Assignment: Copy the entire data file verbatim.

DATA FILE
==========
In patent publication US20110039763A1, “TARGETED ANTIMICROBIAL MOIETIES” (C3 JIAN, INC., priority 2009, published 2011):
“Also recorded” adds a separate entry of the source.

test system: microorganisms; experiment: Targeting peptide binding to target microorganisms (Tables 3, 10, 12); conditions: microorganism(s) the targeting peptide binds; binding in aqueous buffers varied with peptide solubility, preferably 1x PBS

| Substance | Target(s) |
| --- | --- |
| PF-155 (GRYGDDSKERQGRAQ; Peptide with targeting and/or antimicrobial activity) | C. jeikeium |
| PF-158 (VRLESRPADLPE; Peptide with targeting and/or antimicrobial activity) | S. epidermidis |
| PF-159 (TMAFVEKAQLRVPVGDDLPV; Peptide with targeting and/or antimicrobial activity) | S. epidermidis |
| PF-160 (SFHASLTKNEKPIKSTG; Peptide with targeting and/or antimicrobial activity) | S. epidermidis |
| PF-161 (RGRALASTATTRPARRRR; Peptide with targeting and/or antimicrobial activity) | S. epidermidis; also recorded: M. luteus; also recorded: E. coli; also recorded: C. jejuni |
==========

In patent publication US20110039763A1, “TARGETED ANTIMICROBIAL MOIETIES” (C3 JIAN, INC., priority 2009, published 2011):
“Also recorded” adds a separate entry of the source.

test system: microorganisms; experiment: Targeting peptide binding to target microorganisms (Tables 3, 10, 12); conditions: microorganism(s) the targeting peptide binds; binding in aqueous buffers varied with peptide solubility, preferably 1x PBS

| Substance | Target(s) |
| --- | --- |
| PF-155 (GRYGDDSKERQGRAQ; Peptide with targeting and/or antimicrobial activity) | C. jeikeium |
| PF-158 (VRLESRPADLPE; Peptide with targeting and/or antimicrobial activity) | S. epidermidis |
| PF-159 (TMAFVEKAQLRVPVGDDLPV; Peptide with targeting and/or antimicrobial activity) | S. epidermidis |
| PF-160 (SFHASLTKNEKPIKSTG; Peptide with targeting and/or antimicrobial activity) | S. epidermidis |
| PF-161 (RGRALASTATTRPARRRR; Peptide with targeting and/or antimicrobial activity) | S. epidermidis; also recorded: M. luteus; also recorded: E. coli; also recorded: C. jejuni |